We also worked closely with Haitian translators. They were crucial to our providing medical care to Haitians, but it was also a challenge. The translators lived in the same area as the patient and so confidentiality was in issue. At one point we treated the girlfriend and grandmother of a translator without even knowing the relationship until later. Another challenge was the translation itself. At MUSC we are supposed to talk directly to the patient and the translation is made word by word. Our translators in Haiti would have an entire conversation with the patient and then only translate one summary statement into English. Through this experience I learned the importance of being able to communicate directly with patients in their native language. Speaking the same language is an essential part of an empathetic patient-provider relationship and is the only way to be certain the patient understands what was said. For example, I asked the translator to ask the patient if she understood and the translator would only repeat, “she understands.” I plan to practice international medical work, and I will make sure I am fluent in the native language where I work so that I will be able to better communicate with my patients.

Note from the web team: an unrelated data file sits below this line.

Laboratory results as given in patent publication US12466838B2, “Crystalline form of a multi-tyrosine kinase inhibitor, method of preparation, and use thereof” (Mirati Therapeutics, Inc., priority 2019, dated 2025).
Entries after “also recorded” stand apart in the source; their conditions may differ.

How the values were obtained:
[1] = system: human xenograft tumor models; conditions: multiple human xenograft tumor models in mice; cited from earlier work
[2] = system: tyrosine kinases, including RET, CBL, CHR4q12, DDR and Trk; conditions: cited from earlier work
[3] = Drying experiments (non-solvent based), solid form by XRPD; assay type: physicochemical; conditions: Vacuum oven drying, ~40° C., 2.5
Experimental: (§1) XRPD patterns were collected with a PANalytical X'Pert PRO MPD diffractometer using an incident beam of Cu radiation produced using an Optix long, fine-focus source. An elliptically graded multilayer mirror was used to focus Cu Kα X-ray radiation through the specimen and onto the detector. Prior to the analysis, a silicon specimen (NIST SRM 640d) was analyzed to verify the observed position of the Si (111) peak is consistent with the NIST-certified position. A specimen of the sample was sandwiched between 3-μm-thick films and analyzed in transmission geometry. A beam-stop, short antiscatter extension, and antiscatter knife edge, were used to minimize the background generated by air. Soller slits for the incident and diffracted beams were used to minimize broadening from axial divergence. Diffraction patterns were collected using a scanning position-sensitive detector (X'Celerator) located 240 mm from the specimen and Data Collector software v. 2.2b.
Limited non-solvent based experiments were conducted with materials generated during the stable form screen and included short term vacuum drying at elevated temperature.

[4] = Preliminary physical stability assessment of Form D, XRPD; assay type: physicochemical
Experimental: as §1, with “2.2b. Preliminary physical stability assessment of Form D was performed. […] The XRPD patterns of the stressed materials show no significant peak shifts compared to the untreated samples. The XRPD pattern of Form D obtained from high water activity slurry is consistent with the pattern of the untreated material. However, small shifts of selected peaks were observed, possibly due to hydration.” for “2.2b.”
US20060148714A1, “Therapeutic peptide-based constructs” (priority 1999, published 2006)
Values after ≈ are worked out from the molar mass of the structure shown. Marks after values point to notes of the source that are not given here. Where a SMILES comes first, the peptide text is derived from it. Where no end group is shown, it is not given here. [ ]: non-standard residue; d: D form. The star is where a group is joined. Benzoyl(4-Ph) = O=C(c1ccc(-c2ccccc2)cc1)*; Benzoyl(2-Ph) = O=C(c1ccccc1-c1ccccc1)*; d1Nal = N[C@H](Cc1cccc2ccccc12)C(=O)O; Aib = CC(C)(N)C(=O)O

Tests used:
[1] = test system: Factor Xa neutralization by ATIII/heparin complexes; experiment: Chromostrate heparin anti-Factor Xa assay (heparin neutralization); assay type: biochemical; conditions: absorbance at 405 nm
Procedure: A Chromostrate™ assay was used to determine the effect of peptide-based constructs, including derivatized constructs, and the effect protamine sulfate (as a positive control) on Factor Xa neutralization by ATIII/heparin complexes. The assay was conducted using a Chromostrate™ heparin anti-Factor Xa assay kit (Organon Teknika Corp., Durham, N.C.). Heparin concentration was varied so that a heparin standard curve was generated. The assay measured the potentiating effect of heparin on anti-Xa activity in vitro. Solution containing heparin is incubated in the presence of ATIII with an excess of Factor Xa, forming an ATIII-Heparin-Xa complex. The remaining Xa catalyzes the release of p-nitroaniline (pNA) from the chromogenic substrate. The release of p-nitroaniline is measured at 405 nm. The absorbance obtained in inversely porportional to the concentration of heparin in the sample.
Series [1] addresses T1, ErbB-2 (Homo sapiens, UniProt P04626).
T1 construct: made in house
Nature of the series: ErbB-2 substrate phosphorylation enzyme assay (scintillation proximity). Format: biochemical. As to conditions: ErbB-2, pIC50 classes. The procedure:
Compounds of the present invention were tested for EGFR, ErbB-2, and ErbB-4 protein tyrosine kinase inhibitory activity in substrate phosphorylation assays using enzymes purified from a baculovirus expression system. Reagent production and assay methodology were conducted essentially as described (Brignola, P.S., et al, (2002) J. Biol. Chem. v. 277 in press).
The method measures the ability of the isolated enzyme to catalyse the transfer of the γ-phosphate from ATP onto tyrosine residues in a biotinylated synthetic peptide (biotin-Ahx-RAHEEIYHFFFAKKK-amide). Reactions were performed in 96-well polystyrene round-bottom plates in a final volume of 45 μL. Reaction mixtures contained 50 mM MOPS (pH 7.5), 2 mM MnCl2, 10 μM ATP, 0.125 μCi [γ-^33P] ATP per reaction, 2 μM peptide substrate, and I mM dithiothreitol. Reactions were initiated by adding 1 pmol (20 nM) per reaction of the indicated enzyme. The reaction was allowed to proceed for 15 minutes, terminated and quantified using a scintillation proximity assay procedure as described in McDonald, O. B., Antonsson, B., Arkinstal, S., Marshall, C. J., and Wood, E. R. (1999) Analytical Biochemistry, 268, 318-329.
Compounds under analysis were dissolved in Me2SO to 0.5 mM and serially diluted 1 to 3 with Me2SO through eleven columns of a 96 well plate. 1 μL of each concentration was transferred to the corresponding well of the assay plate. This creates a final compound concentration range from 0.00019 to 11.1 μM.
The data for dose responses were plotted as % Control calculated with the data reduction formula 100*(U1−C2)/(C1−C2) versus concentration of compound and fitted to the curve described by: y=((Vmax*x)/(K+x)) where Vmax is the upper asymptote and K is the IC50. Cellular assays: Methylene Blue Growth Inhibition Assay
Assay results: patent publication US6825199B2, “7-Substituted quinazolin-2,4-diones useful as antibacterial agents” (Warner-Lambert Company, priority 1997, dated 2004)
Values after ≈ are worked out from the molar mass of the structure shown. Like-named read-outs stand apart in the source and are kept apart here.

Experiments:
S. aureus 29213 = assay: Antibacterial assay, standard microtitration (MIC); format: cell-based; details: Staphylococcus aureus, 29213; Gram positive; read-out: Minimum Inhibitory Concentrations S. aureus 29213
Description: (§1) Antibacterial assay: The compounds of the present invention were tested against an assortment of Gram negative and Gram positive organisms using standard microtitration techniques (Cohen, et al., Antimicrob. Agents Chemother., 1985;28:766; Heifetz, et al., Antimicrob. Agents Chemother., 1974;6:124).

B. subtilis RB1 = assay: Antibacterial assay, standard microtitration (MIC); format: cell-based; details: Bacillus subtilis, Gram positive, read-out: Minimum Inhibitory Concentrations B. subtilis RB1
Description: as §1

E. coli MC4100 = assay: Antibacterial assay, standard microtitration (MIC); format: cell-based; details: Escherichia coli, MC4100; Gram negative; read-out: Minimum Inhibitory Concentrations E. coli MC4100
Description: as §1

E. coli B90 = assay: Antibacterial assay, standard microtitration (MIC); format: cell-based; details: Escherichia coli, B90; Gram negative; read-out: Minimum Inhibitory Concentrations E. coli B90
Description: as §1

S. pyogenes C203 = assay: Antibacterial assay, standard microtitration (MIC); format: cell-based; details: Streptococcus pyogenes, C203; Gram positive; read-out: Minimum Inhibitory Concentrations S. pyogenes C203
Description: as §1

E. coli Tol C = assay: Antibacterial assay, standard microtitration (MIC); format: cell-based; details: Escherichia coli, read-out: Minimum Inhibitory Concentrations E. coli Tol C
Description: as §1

In summary, my trip to Haiti was an eye-opening experience. I learned about the healthcare needs and infrastructure of Haiti. I was able to work closely with attending physicians and teach pre-clinical medical students. I learned the importance of being flexible and to incorporate cultural traditions into medical care. When we return to Haiti next year, we would like to have a pharmacy student on the trip to improve patient care and educate the pharmacist about the medications she is distributing. The baseline medical knowledge of the entire Haitian population is very poor. The community health worker has a big job to teach everyone about health issues. As foreign health workers, I believe we can have the biggest impact by expanding Haitian health workers knowledge because they are the people committed to serving their community and are there longer than a week. It is also important to teach patients about their medications and health problems in a way that they understand. They do not have a pharmacy from which they can get their medicines every month. They can go to the weekly town market, try to find someone selling medicines, and purchase a pill if they have the money; but foremost they need to understand what medicine to take and the importance of taking it. I look forward to returning to the Central Plateau region next year to follow-up with my cholera prevention project and staff the same clinics. Next year, we hope to be more prepared with additional professions.